He probably would have gotten away with it.

That’s the sobering reality of the video of South Carolina police officer Michael Slager shooting Walter L. Scott as he ran away, not posing the slightest threat to the officer. The utter indifference to human life evident in the video, shot by Feidin Santana, is horrifying. As Scott’s father put it, “The way he was shooting that gun, it looked like he was trying to kill a deer.” After Scott was felled by at least one of eight shots, Slager occupied himself with handcuffing Scott and possibly trying to plant evidence rather than making any immediateattempt to save his life. The phrase “cold-blooded killing” could have been invented for this shooting.

After the video surfaced, the relevant local authorities, to their credit, actedpromptly and justly. Slager was fired by the police department and charged with Scott’s murder by the district attorney. The killing was denounced by South Carolina’s Republican governor and its two Republican senators. In this case, clear video evidence pierced the thin blue line.

And yet, if it wasn’t for the pure chance of Slager’s actions being videotaped, he probably would have gotten off scot-free. Without videotaped evidence, stories of officers fearing for their lives before using deadly force can be difficult to dispute, and local police departments have little incentive to conduct extensive, critical investigations of the self-justifications of officers who kill. Even worse, they do have incentives to cover up even the most serious police misconduct.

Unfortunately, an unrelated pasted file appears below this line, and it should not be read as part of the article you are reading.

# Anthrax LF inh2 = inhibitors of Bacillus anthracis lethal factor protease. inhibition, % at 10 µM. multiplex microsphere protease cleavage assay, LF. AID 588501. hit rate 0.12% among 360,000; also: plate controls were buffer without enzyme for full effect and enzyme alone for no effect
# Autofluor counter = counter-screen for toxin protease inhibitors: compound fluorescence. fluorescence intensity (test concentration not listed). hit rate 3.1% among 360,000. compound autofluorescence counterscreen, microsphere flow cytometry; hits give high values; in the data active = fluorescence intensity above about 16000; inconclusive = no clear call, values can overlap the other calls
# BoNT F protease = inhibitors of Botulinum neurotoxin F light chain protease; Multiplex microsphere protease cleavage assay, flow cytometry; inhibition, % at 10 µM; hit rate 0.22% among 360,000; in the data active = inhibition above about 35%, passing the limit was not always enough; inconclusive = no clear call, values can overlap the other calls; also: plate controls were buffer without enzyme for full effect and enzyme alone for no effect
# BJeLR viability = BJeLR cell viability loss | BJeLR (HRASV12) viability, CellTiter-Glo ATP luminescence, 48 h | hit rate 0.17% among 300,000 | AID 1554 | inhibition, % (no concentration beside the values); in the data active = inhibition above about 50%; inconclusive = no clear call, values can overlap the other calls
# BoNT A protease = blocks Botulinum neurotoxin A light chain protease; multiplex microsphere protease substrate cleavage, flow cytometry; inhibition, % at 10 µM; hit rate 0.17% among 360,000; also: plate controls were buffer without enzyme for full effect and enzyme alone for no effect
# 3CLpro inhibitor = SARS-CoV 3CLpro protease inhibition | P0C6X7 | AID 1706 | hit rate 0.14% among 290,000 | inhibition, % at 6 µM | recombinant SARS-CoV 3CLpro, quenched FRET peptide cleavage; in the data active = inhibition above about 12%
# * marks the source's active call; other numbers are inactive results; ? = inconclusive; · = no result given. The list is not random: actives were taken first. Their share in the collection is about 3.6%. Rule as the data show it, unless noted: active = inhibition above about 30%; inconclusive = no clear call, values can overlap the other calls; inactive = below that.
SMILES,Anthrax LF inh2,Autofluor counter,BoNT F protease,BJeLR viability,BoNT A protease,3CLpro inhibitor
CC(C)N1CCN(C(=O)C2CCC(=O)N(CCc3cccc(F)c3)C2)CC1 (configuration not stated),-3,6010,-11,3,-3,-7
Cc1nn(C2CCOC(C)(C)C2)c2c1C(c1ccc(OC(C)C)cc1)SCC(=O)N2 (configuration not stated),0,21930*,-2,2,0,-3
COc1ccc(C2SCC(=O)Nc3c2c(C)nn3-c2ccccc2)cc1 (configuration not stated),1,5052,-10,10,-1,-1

“Americans are bombarded with evidence that police officers who use excessive or fatal force will go to great lengths to protect themselves and make sure they face no legal repercussions,” says Heather Ann Thompson, a professor of history at Temple University who specializes in issues of criminal justice. “From the state police’s bloody retaking of Attica in 1971, to the recent police officer killing of a citizen in South Carolina, cover-up is the first line of defense.”

This tendency to cover up represents a very serious systematic problem. A great deal of the criminal justice system depends on the honesty of law enforcement officials. Many criminal prosecutions depend on police testimony, and we often must rely on the investigations of local police when potential cases of misconduct arise. Pervasive dishonesty both lets individual bad actors escape punishment and undermines essential law enforcement activities.